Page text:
The number 10 comes from the sustainability committee of the non-profit "Friends of" our municipality. There was a contingent from their committee at last night's meeting and they were as wonderful and positive as the unfortunate councilman was dark and rigid. One of them had submitted a spreadsheet reflecting the legal status of chickens in our neighboring communities, highlighting the relative severity of our rule, and provided some other very helpful information. Another community member spoke movingly about how he and his wife, in retirement, had embraced the joys of organic gardening and had taken in two "rescue chickens" that had been at the bottom of the pecking order of the flock kept by the community childhood center and in danger of being killed by their flock-mates. Now they live in a coop created from a Little Tikes playhouse that was discarded by another family!

And I spoke. I made chickens my client last night and pleaded their cause like I'd argue any case. After introducing myself and Hank and telling them how long we'd lived in the community, here (roughly) is what I said: 

I’m here tonight because I’m distressed to see this community moving backwards on this issue. I respectfully disagree with the limitations the City has placed on permits to raise chickens.
These days more and more people are recognizing the value of raising their own food, whether that means planting a few tomato plants, growing an entire victory garden or raising a small flock of hens to ensure a supply of healthful fresh eggs. The value of this kind of small-scale, close to home, food production becomes more attractive with each new E Coli outbreak and each new revelation about the dangers of chemicals in our food supply.
For some families, the drive to grow their own food is about more than just food safety or the latest fad. In these tough economic times some families are relying increasingly on their own backyards for the basic nutrition they need to keep their families healthy.
There are few things more economical or “green” than a flock of hens—give them a bit of chicken feed and your table scraps and they will reward you with beautiful, nutritious fresh eggs. And in the bargain they’ll help control the bugs in your yard—including ticks, fleas, flies and mosquitoes—and reduce food waste that might otherwise end up in a landfill.
I think of this as a family-friendly community with lots of resources to support the families who live here. There are few activities that are more educational or more just plain fun for kids than raising a small flock of hens. Taking responsible care of a flock—starting from baby chicks, watching their antics, watching them grow into full-fledged hens, seeing that first egg appear in the nest—these are the kinds of experiences our children will always remember and they are experiences in short supply in modern city life.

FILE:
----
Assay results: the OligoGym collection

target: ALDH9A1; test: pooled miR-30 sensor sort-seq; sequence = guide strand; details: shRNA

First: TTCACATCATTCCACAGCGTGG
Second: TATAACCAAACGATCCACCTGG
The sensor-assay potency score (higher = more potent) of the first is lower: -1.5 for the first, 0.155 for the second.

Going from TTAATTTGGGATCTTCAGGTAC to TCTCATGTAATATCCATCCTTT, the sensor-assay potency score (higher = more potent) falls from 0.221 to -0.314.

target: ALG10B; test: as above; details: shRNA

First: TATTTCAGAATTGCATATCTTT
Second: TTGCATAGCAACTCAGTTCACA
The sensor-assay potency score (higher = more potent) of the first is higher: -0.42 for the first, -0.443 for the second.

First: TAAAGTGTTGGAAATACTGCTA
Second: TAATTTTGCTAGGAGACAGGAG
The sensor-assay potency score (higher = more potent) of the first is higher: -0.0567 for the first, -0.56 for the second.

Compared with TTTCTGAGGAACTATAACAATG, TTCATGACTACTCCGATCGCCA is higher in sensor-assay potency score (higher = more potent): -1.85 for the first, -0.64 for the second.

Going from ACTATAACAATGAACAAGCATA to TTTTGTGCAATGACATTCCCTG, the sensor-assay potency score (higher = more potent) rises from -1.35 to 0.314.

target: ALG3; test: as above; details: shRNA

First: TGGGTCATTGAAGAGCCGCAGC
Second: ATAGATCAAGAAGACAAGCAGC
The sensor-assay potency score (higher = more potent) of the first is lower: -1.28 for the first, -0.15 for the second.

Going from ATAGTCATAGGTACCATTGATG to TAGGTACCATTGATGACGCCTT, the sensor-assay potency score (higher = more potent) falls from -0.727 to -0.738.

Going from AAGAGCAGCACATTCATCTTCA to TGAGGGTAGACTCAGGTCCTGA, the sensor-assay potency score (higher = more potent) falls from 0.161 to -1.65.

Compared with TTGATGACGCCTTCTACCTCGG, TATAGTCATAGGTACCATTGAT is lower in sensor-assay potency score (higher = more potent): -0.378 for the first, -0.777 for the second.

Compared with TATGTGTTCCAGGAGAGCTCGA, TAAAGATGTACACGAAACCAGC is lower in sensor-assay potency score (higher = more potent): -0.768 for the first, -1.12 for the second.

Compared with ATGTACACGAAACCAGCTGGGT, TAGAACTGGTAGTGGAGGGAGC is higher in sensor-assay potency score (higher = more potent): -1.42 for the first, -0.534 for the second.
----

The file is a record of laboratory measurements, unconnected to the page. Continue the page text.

The limitations that are being discussed are draconian and would make it impossible for an average family to keep chickens. The privacy fence requirement would leave out any family that’s having a hard time economically or who, like most of us, just can’t afford to put up what ends up being a multi-thousand dollar fence. The limitation on only 3 birds would mean that all but the very smallest families would not be able to get enough eggs from their birds to actually feed their families.
I understand that some people worry about the smells, sounds or sights of a chicken coop. It’s reasonable to be concerned that whatever a homeowner does on his or her property does not pose a risk to sanitation or safety—and we have laws on our books to ensure just that. Title II of our Municipal Code comprehensively addresses public health and safety and prohibits nuisances.
A few facts: a family flock of ten hens is not the same as a factory farm of 100,000 in terms of the smells and waste it generates. A flock of ten hens produces less waste each day than a 40-pound dog—and that waste, unlike the dog’s, is recyclable as garden fertilizer. Chicken coops can be beautiful and whimsical. If you take a look on the internet you’ll see many examples of lovely coops that would be an asset to our community, not an eyesore. Chickens are very quiet. At their noisiest they are only slightly louder than human conversation and considerably less noisy than our children at play in our backyards or barking dogs!
In closing, I urge you not to impose restrictions that would make our city among the least hospitable of local municipalities for families who want to keep a small flock of chickens. These are birds that, if responsibly cared for, have the potential to be solid animal citizens of our community and to give back so much in the way of education, entertainment and nutrition.
Gratifyingly, most of the people in the room seemed to agree with me. A reporter from the Post asked for my card. The sustainability folks reached out and invited us to join them. After the meeting, Hank and I shook our heads and wondered at how it was this whole chicken thing had led us down such an unexpected series of paths. Back in May, when I was aching for something to do, something to occupy my mind and energy, I never would have envisioned myself as a crusader for backyard chickens. But here I am. And although last night's visit to the City Council caused an enforced hiatus in coop construction, we were back at it this evening. Because I do believe that by the time our new flock is ready to take up residence in their fortress, the voices of reason will have rendered them completely legal.